Each member of Pete’s Pet Posse must go through a veterinary exam and interview, a trainer disposition and behavior evaluation, and the owner has to be interviewed by   the advisory committee. The pets also enter into a training program and can only be approved after they graduate.

All of the dogs involved in the program live with their owners full-time and are simply volunteers for the University. After they have completed their training and are accepted into the posse, the OSU Veterinary Teaching Hospital (with the support of Merial and Purina) provides the pets’ food and wellness care, such as vaccinations, heartworm treatment and flea and tick preventative. The pets must also be reevaluated each year to stay in the program.

It’s a rigorous process, but owners like Kendria Cost say it’s worth it. Cost is the executive assistant to the First Lady and helped create the program. She’s also the proud owner of Pet Posse member Charlie, an 18-month-old German Shepherd rescue.

“The reaction has been overwhelmingly positive,” says Cost.” The Office of Campus Life has a treat drawer for the dogs that visit. Several of the dogs have been on campus long enough that people call them by name and run to greet them.”

One of those people is OSU student Alex Miller, a freshman from Fort Worth, Texas, double majoring in music education and clinical child psychology. Just a few weeks into her first semester, homesickness   struck. She missed her family back home, especially her two Labradors that always knew how to cheer her up. Feeling blue after class, Miller decided to stop by the Student Union for a coffee where she met Cost, and most importantly, Charlie.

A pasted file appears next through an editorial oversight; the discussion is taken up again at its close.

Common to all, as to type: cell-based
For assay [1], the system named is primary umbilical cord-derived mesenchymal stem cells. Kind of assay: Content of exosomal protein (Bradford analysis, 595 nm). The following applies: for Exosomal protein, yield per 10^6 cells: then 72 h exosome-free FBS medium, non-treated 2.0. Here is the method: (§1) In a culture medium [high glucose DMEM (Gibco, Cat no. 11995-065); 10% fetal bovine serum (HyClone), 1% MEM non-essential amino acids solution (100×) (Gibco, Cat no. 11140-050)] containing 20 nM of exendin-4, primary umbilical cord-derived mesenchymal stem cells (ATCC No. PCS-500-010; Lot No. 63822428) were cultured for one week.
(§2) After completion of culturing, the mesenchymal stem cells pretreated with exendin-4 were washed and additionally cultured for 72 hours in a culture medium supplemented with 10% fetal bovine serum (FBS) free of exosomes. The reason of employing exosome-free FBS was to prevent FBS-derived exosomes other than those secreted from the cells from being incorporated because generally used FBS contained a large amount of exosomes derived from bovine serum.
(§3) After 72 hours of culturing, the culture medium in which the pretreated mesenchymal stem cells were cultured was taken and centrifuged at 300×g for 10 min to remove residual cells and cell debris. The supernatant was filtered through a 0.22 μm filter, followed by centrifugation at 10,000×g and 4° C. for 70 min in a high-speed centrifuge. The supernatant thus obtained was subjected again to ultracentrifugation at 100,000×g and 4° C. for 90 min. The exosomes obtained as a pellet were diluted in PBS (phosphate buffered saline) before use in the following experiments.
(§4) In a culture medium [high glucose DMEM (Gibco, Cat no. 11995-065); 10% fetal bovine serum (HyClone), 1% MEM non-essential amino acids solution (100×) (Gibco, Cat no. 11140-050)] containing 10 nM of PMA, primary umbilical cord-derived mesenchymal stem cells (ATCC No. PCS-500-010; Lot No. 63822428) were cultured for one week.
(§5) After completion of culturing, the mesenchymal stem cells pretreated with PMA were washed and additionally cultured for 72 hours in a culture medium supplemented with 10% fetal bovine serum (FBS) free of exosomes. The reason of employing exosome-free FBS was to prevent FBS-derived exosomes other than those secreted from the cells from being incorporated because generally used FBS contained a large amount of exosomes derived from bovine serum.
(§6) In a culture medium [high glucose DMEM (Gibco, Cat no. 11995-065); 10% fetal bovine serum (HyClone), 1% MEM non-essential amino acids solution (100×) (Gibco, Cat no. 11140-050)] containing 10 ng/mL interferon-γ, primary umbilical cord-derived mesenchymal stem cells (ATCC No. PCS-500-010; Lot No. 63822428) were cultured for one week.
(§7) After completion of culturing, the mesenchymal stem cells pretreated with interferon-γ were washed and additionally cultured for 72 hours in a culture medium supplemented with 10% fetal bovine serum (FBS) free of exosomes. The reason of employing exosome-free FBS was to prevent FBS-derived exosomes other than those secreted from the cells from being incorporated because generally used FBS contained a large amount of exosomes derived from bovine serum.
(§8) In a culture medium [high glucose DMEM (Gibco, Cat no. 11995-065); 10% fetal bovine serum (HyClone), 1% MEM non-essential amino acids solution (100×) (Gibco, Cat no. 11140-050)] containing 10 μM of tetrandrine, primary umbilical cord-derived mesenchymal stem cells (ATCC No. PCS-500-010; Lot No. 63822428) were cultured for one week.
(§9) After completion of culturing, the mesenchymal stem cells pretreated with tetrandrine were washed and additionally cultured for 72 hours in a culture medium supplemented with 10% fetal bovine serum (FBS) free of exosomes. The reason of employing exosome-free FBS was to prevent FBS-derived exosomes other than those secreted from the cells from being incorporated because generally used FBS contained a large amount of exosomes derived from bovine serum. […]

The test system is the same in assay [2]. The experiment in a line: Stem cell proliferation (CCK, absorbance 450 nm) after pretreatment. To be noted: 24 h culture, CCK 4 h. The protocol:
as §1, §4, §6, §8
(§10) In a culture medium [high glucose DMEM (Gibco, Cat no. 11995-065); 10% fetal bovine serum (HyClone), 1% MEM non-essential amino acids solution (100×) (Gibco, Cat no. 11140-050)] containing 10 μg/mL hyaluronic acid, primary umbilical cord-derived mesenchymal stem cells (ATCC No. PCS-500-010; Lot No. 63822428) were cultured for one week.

“I stepped into the Student Union and right at the front desk was this big ball of fur, tongue out, tail wagging. I asked to pet him, and as I got down to his level to give him some love, I just started crying,” explains Miller. “All the stress of moving somewhere new and starting completely over   with friends and living and so on was removed, and I felt more at home than ever. I was able to vicariously love my dogs through him that day.”

Visiting with Charlie made a huge impact on Miller. Pete’s Pet Posse gave her an outlet in which to get involved, and now she promotes it to everyone.

“I think this program is a perfect asset to have at a University, especially for the students who    are living a long way away from their homes, like I am. You’re really able to have that kind of connection, and it helps with settling down in a place that is brand new,” says Miller. “Now I’m involved in the program and also volunteer at the Stillwater Humane Society. I feel more at home than ever at OSU, and I see Charlie every chance I get.”

Changing lives like Miller’s is what Pete’s Pet Posse is all about. But it helps that the pets benefit too.

“I am especially proud that most of these animals are rescues, and in true Cowboy spirit are giving back to others,” says Ann. “This program reaches across all campus boundaries and is truly multidisciplinary in the approach to wellness. I look forward to continued successes and can’t wait to see where these pups take us on our journey of becoming America’s healthiest campus.”